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2 hours ago, kermit said:

 

I have always disliked this mindset.  

Imagine if every local business and entrepreneur contributed back to the economy to an equal % that these massive employers do.   Our arts and culturals, as well as, our charity network would be massive.   I am sure this Garrett is a swell guy but until every startup gives from day one then startups need to understand the business environment is not an army of equals but rather an ecosystem of unequal but in harmony with each other.

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30 minutes ago, cjd5050 said:

I have always disliked this mindset.  

Imagine if every local business and entrepreneur contributed back to the economy to an equal % that these massive employers do.   Our arts and culturals, as well as, our charity network would be massive.   I am sure this Garrett is a swell guy but until every startup gives from day one then startups need to understand the business environment is not an army of equals but rather an ecosystem of unequal but in harmony with each other.

Think about what charity, large art institutions, etc, really are, though...
"Charities" are a compensation for the inequities that are inherent in a system that is reliant on large-scale "everything" and leaves people behind. Large entities can't possibly treat employees and citizens subjectively; small entities can. 

Large art institutions are a facade of "culture" that is, 1) propped up by gov't/corporate welfare assistance, and 2) is pretty much exclusively patronized by the upper classes of society (ballets, symphonies?). I've been in the art community, and the idea that you can only survive by either getting grants or working for a major (subsidized) art institution is the general mindset.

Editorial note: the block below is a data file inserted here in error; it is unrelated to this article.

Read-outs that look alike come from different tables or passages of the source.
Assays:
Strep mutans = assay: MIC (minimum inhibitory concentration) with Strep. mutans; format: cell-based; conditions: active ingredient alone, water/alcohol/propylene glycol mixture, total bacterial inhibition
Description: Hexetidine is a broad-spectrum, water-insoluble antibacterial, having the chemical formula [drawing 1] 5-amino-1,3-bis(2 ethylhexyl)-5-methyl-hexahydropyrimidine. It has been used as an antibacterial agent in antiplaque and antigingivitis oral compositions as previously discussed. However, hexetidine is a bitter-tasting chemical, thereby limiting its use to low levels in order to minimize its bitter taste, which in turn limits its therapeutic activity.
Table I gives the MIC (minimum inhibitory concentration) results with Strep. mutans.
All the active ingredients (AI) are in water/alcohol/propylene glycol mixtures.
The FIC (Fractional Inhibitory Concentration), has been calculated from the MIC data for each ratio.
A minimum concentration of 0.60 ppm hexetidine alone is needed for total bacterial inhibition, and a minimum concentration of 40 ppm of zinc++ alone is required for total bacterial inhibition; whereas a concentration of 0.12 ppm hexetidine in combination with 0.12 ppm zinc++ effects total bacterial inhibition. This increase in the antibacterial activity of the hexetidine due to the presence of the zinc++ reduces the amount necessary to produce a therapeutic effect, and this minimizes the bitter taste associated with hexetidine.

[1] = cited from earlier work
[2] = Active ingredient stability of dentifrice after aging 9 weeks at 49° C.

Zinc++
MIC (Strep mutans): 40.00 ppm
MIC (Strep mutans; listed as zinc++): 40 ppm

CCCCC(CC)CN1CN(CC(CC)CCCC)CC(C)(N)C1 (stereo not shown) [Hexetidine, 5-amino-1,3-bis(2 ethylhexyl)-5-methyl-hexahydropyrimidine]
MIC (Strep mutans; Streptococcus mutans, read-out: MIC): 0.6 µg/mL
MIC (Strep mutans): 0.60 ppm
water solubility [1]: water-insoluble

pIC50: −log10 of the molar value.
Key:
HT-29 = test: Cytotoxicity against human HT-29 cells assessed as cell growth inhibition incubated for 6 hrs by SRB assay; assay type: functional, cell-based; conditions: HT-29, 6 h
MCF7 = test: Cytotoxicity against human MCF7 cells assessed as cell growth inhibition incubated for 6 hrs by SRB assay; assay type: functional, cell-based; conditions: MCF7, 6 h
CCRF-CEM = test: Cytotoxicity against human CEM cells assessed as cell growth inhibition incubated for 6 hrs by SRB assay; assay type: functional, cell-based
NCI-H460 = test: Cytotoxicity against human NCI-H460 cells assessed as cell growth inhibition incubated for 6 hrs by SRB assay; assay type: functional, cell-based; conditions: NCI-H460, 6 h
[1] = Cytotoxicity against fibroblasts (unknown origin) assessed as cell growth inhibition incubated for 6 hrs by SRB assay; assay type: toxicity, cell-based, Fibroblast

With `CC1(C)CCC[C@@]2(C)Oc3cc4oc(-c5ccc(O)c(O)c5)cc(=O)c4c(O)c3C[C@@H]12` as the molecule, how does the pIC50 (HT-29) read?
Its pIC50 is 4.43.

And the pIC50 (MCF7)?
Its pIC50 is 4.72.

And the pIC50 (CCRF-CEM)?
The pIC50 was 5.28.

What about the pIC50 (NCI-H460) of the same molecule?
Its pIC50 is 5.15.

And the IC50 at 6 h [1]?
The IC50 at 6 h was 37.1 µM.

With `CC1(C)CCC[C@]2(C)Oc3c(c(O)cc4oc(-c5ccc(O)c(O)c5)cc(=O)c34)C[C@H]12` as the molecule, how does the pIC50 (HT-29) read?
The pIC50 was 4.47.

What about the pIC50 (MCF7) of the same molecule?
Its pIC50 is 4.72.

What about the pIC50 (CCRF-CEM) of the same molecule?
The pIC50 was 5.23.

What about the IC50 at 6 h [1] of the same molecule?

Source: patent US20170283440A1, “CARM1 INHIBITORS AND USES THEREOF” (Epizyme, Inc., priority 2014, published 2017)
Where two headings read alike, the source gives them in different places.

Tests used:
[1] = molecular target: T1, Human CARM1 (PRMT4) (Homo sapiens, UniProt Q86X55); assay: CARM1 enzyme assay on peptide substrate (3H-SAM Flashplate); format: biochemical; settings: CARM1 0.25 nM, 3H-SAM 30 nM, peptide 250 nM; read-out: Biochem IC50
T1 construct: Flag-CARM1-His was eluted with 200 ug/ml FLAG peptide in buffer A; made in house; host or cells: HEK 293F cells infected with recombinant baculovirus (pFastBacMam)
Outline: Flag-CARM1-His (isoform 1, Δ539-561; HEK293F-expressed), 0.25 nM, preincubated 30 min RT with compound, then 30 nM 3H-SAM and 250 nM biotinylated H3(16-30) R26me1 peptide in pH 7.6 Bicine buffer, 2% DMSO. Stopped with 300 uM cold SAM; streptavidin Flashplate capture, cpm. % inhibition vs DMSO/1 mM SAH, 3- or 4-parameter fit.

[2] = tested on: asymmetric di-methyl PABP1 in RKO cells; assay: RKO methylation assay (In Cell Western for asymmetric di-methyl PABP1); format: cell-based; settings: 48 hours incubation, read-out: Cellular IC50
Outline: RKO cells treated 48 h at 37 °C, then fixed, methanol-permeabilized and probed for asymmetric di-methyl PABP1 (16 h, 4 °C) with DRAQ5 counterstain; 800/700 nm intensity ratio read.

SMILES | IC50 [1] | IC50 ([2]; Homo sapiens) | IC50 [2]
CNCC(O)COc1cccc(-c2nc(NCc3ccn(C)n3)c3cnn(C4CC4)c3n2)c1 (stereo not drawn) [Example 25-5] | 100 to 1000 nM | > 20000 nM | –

In other words, if you actually invested in small-scale, local business and solutions, you could very well eliminate the need for the philanthropic givings of the corporations in the first place.

Edited by SgtCampsalot
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3 hours ago, cjd5050 said:

I have always disliked this mindset.  

Imagine if every local business and entrepreneur contributed back to the economy to an equal % that these massive employers do.   Our arts and culturals, as well as, our charity network would be massive.   I am sure this Garrett is a swell guy but until every startup gives from day one then startups need to understand the business environment is not an army of equals but rather an ecosystem of unequal but in harmony with each other.

Its not really about charity. A solid case can be made that focusing on startups could generate stronger job growth (per dollar of subsidy) over the long-term.

Edited by kermit
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A recent headline (09/20/2017) in The Boston Globe reads, "Amazon could find those 50,000 jobs hard to fill in Boston area."  Boston's problem is that while the local schools produce lots of STEM graduates, very few of them hang around Beantown once they've graduated.  Paradoxically, Boston suffers from a very large Brain Drain.   See link: https://www.bostonglobe.com/business/2017/09/20/would-amazon-suck-all-tech-talent-boston/quW1jXN0ePqid5gGjdmw0I/story.html

 

 

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These U.S. cities have the best chance of being Amazon’s second headquarters

We created a select list of cities with over a million people that have a chance of getting Amazon’s attention. We compared them on a number of criteria, including tech talent, airport travel time, office prices, housing costs and population. Take a look:
https://www.recode.net/2017/9/9/16278136/amazon-jeff-bezos-top-cities-new-second-headquarters
 

Where did they get the price per square foot for Raleigh office from. Sounds extremely wrong


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15 hours ago, kermit said:

Its not really about charity. A solid case can be made that focusing on startups could generate stronger job growth (per dollar of subsidy) over the long-term.